The Jr. Iditarod Board has named Bob Morgan as the Honorary musher for the 45th running of the race. The mushers will sign bib #1 and present it to Bob in recognition of his service to the race and support of young mushers. Bob will be at the Cantwell start wearing Bib #1 and sporting his very white bushy beard that makes him look remarkably like Santa Claus.
Bob, a musher himself, has competed in Iditarod and finished in 1994. He knows the importance of mentoring young mushers. Young mushers are the foundation for growing the sport and creating more and more participants to carry mushing into the future. He’s helped many young aspiring mushers and continues to help kids through his volunteer work with the Jr Iditarod .
One year, the son of a close friend used part of Bob’s Iditarod team for the Jr. Iditarod. Bob also tells a story about seeing a young girl out on the trail as he drove to work every day. Seemed that more often than not, she was stopped lining out her dogs. Bob was quick to diagnose the problem – she didn’t have a dependable leader. Bob leant her an old, but dependable trapline leader from his kennel. The dog wasn’t fast but was very solid at the front of the team. The girl loved the dog and from then on her team stayed lined out, her training runs went well and she went on to participate in Jr. Iditarod for three years.
For more than 25 years Bob has been supporting the Jr. Iditarod with his time and numerous talents. He’s the kind of person that sees things that need to be done, figures the best way to accomplish the task and then gets it done. He’s resourceful and innovative, a jack of all trades and he’s always happy to lend a hand. He’s a guy you want on your team.
Before satellite phones and internet, race standings and dog traffic were reported thru HAM or amateur radio. When Bob became licensed as a HAM operator he volunteered for Jr. Iditarod communications at the half-way point, Yentna Station Roadhouse. When amateur radio took the backseat to internet, Bob was still part of the communications crew out at Yentna running information between the timer/starter who was outside and the computer operator inside.
As the starter/timer I’ve had the pleasure of working with Bob at Yentna for many years. It made no difference how late at night or early in the morning or how cold it was, Bob collected the data and delivered it for posting. His efficiency made the data reporting go not just smoothly but flawlessly.
Bob began working with the race in the mid 90’s. From then to now, the biggest change he’s seen is how technology has affected the race. It used to be that the kids were on the trail following the markers and finding their way. Race officials were always available on snowmachines but the kids were out there on their own. Now days, they have GPS and cell phones not to mention trackers. The trackers tell race officials and spectators exactly where the mushers are 24/7. Are they resting or running, how fast are they moving, what’s their average speed, are they on the trail or off the trail – the tracker tells all.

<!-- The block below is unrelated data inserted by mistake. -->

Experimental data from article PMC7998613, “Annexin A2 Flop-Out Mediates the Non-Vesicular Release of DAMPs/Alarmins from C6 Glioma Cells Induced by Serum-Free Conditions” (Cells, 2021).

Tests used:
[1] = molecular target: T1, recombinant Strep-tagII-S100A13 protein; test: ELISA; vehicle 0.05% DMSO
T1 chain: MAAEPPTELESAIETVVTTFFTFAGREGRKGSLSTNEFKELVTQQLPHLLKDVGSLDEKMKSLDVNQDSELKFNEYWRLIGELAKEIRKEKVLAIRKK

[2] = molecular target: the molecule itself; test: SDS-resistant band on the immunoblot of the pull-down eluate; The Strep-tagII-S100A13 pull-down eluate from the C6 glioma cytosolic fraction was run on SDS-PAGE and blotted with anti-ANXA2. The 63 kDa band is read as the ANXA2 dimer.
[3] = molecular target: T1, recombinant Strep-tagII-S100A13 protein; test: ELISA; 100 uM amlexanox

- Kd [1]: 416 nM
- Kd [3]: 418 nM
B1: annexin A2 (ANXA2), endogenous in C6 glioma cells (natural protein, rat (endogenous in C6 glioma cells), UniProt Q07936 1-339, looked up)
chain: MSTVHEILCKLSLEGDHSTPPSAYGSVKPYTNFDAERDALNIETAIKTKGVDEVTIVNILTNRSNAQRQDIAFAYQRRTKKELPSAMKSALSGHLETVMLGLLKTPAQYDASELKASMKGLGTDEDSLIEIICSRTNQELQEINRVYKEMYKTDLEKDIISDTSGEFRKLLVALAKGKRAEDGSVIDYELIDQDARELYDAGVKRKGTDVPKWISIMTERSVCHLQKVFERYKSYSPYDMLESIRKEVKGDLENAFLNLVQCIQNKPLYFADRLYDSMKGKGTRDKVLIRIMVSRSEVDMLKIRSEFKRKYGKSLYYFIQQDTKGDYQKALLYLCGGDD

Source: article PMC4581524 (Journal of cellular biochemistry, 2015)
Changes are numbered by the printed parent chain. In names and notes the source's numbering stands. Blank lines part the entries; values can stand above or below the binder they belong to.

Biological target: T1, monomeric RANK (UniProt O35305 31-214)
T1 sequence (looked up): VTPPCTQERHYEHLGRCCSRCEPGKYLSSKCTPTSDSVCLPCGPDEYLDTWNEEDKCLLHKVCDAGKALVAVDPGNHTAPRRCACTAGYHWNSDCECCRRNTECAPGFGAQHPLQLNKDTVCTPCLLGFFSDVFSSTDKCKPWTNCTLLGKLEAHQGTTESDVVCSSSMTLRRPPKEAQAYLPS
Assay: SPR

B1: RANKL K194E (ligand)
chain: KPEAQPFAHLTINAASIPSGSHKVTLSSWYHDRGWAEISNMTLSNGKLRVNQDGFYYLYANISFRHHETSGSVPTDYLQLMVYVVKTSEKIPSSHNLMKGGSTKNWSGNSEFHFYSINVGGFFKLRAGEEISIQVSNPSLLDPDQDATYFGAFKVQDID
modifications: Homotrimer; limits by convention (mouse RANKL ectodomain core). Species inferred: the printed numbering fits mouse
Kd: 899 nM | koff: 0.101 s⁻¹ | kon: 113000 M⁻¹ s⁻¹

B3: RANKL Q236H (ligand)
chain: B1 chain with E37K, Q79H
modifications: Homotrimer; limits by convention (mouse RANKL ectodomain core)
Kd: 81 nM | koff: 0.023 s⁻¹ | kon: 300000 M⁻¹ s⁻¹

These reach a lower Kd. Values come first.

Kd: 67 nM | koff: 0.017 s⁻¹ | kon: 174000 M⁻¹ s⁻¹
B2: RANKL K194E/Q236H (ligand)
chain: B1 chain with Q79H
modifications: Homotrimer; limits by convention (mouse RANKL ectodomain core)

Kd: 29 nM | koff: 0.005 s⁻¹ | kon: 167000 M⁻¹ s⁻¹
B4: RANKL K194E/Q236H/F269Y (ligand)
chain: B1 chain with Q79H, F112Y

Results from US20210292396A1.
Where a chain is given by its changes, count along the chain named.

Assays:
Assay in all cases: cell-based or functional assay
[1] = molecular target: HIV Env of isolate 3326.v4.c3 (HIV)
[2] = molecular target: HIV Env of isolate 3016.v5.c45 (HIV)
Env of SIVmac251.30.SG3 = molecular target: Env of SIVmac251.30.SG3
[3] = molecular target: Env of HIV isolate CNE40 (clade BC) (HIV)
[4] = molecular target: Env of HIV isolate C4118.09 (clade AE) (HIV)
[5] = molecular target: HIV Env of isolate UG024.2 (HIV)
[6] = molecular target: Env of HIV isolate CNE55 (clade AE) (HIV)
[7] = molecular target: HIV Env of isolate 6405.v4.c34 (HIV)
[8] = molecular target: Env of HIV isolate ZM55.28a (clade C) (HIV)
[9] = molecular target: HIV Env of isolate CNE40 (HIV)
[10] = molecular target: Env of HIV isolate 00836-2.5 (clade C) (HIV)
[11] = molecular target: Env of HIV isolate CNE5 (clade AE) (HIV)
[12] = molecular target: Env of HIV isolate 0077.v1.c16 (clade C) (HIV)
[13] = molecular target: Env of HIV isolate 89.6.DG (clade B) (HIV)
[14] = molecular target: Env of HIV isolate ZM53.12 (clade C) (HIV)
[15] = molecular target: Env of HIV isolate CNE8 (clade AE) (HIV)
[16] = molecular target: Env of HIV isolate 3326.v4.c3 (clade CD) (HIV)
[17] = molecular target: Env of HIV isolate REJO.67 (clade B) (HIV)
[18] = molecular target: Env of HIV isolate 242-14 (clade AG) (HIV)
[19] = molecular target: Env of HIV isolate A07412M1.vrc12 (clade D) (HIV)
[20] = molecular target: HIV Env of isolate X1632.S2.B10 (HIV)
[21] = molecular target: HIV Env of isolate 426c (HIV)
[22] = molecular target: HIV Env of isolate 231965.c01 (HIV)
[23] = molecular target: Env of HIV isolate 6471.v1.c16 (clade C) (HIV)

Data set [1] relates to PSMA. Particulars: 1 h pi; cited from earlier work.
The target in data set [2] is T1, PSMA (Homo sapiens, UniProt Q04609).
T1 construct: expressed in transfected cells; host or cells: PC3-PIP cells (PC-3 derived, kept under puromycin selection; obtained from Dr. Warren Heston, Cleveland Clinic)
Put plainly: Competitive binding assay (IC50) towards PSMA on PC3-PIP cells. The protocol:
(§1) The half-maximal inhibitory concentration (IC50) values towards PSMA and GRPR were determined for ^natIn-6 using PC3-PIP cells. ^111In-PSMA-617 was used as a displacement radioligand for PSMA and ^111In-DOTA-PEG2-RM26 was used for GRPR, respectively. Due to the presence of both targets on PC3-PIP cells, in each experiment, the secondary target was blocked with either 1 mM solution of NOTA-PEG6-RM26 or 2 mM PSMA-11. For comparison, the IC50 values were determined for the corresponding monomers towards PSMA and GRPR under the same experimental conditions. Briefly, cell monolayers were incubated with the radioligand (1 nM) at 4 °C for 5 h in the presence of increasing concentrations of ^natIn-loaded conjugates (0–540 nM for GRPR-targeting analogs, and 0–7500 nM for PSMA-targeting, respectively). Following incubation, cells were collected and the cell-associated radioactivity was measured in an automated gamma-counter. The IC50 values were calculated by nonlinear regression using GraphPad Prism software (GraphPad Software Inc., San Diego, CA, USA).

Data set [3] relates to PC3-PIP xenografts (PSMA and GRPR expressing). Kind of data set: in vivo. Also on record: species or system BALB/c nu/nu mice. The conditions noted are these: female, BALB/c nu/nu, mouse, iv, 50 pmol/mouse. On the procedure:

Every year Bob makes a special trip up to Willow to collect drop bags from the Jr. Iditarod mushers who are participating in the Willow Jr. 100 race, taking them to the drop bag collection site for the Jr. Iditarod. This kind deed, typical of Bob, saves parents many miles of travel.
Liking the motorized sled as much as the dog sled, Bob has helped trail boss, Richard Plack, with trail work for the Jr. Iditarod. This year with the race in Cantwell, Bob again assisted with trail work and hauled supplies up from Knik.
Barb Redington who has worked for many years with Bob and has also served on the Jr. Iditarod Board of Directors with him says, “It’s fun to work with people like Bob. He sees what needs to be done and does it. He’s always available to help, like plowing the parking area on Knik Lake for the start. Volunteers like Bob are the basis for a race like this. It’s nice to work with great people who are dedicated. He’s there at the Jr. Iditarod because he loves it.” Bob has served on the Jr. Iditarod Board for seven years.
Bob has seen many Jr. Iditarod races and having had his own team, he knows what it takes for young mushers to succeed. He says, “The kids are pretty good, they are tougher than you think. There’s really a great bunch of kids out there. They train their dogs, they train themselves and they take good care of their dogs. The don’t get the recognition they should.”
People like Bob Morgan are the salt of the earth when it comes to the Jr. Iditarod. Jr. Iditarod thanks him for his work and support of the young mushers. It’s volunteers like Bob that make it possible to stage the Jr. Iditarod allowing young mushers to realize their dream of racing sled dogs.